Agile Leadership for Organizational Adaptability, At-A-Glance

“Agile requires core strength… ability to change focus quickly… extreme flexibility and accompanying range of motion… knowing where you want to go… and, NOT pushing oneself beyond one’s physical or mental limits”1

Jennifer Jordan, Professor of Leadership and OB, former dancer

As you would imagine, changing the traditional hierarchical operations for a large enterprise to be more Business-Agile and faster, is a complex proposition.  While not every element of every methodology is necessary, a robust methodology is necessary as a base.  With nearly 20 years of foundational experience in software development, Agile is returning to its innovation roots2 to meet the next level of Business-Agile requirements.

In the following sections we briefly touch on some of the high points of Business-Agile.



Strategy and vision are essential3 to guiding all the decisions and managing all the knock-on effects of a Business-Agile organization and transformation.  For example, consider McChrystal Group’s four principles of organizational agility,4 beginning with “a compelling goal”— the clarity of its North Star.

  1. The network has a compelling goal
  2. The network comprises small groups
  3. The groups have an action orientation
  4. The network is the sum of the small teams



Business-Agile does not replace traditional operations, but complements those operations which need to be more innovative and faster.5  Agile operations in this sense are similar to Kotter’s dual operating system of traditional hierarchy and dynamic networks— both have their advantages (efficiency and flexibility respectively) and both are necessary.6

The Business-Agile Leadership Team’s Manifesto7 like the Manifesto for Agile Software Development8  focuses on minimalist or lean thinking.

 Agile Software Development Agile Business and Leadership (DRAFT)9
  • Individuals and interactions over processes and tools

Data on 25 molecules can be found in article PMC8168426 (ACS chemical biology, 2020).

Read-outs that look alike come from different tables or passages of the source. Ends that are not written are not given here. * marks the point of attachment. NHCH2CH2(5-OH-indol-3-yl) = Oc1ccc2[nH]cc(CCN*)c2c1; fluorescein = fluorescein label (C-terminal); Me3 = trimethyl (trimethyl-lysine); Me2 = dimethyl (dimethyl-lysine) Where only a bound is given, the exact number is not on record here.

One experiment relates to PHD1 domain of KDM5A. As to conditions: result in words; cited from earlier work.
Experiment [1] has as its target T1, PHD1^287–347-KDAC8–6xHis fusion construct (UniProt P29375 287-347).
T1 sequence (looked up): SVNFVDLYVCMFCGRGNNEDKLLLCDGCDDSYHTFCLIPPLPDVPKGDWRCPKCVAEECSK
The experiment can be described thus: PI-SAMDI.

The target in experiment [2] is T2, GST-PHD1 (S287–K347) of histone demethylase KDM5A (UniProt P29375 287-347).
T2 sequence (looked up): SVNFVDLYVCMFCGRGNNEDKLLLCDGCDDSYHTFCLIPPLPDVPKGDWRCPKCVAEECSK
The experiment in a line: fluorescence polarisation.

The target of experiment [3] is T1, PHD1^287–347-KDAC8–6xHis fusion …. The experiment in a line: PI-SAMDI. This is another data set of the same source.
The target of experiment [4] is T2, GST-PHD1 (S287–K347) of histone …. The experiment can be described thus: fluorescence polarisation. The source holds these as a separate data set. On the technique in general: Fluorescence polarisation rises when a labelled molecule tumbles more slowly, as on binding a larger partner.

• Working software over comprehensive documentation
  • Customer collaboration over contract negotiation
  • Responding to change over following a plan
  • Individuals and interactions over processes and tools
  • Working solutions/results over bureaucratic rules and control
  • Customer engagement over structure and hierarchy
  • Flexibility over intractable plans
That is, while there is value in the items on the right [in each statement], we value the items on the left more.That is, while there is value in the items on the right [in each statement], we value the items on the left more.



SAFe is the structured agile framework, a methodology, providing an approach to agile from the daily developer scrum to the Business-Agile portfolio of strategic initiatives (a partial poster illustrates the portfolio process in the header graphic for this article).  “The Scaled Agile Framework (SAFe) is an online knowledge base of proven, integrated principles, practices and competencies to implement Lean, Agile and DevOps at scale.”10



In the March-April 2018 edition of the Harvard Business Review, ING, the Dutch financial services company shared their Business-Agile transformation experience with the world.  One of the article’s highlights was the scalable structure, similar to a matrix structure, where ING organizes its workforce by domain (tribe— a collection of squads), customer need (squad— ≤ 9 cross-functional team, self-steering individuals) and function (chapter— functional expertise headed by a chapter lead).11